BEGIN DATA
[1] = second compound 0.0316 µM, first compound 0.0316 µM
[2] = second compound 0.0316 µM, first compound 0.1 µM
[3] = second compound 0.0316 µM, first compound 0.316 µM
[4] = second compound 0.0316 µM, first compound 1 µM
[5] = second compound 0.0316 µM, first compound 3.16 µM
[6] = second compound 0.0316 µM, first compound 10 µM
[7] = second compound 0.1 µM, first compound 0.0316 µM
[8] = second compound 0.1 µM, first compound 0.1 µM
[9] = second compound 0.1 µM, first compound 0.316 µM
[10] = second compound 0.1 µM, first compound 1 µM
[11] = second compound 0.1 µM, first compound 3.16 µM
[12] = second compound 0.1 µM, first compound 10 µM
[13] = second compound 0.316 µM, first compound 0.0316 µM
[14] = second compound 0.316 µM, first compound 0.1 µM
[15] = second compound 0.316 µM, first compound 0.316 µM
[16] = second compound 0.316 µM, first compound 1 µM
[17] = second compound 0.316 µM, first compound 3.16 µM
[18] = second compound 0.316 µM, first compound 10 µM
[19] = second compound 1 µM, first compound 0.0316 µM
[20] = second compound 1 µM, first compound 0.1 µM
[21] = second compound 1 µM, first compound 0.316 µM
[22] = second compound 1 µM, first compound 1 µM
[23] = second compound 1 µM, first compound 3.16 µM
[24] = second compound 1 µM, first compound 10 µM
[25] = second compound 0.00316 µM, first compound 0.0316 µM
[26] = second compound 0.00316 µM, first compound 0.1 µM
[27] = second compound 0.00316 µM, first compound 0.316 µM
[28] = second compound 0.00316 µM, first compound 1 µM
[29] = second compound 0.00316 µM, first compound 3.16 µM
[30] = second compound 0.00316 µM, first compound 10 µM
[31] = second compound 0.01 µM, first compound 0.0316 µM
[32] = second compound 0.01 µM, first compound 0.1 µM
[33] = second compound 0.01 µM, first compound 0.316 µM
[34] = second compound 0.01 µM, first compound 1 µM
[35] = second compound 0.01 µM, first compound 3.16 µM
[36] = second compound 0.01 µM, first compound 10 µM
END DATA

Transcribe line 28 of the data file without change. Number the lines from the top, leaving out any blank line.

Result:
[28] = second compound 0.00316 µM, first compound 1 µM